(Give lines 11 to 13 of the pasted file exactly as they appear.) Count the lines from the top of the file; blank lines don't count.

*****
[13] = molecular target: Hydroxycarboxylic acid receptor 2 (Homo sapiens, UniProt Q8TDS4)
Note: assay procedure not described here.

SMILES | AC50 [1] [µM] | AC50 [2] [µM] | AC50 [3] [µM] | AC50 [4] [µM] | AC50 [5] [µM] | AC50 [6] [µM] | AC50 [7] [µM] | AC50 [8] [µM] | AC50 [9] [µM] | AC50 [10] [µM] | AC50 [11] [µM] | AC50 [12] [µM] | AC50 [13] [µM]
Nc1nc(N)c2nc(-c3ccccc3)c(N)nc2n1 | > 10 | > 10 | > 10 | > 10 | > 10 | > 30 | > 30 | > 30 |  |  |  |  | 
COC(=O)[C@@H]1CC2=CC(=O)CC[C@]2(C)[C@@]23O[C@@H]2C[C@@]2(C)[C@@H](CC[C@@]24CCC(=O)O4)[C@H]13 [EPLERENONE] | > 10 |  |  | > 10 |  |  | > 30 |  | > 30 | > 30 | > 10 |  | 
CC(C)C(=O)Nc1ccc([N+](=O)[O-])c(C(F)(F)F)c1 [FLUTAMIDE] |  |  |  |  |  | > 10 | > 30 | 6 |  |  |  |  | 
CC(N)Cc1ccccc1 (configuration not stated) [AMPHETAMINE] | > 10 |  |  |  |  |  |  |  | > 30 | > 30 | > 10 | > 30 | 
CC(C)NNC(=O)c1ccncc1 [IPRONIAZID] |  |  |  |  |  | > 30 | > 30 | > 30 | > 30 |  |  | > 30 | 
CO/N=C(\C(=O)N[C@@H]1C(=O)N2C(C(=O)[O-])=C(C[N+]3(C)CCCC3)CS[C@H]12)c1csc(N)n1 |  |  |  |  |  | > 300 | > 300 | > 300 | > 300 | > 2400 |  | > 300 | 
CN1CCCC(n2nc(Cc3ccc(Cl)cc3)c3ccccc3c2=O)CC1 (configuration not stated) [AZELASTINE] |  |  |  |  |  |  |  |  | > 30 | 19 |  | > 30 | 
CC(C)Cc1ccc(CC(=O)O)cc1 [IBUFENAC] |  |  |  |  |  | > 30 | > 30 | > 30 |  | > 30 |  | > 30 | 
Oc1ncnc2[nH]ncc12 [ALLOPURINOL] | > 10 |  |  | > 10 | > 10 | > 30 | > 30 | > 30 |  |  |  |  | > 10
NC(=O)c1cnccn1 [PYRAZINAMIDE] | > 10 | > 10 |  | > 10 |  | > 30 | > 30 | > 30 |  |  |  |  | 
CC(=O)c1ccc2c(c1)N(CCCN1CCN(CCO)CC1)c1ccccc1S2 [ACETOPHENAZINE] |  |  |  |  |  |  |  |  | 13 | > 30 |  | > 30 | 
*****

CC(C)Cc1ccc(CC(=O)O)cc1 [IBUFENAC] |  |  |  |  |  | > 30 | > 30 | > 30 |  | > 30 |  | > 30 | 
Oc1ncnc2[nH]ncc12 [ALLOPURINOL] | > 10 |  |  | > 10 | > 10 | > 30 | > 30 | > 30 |  |  |  |  | > 10
NC(=O)c1cnccn1 [PYRAZINAMIDE] | > 10 | > 10 |  | > 10 |  | > 30 | > 30 | > 30 |  |  |  |  | 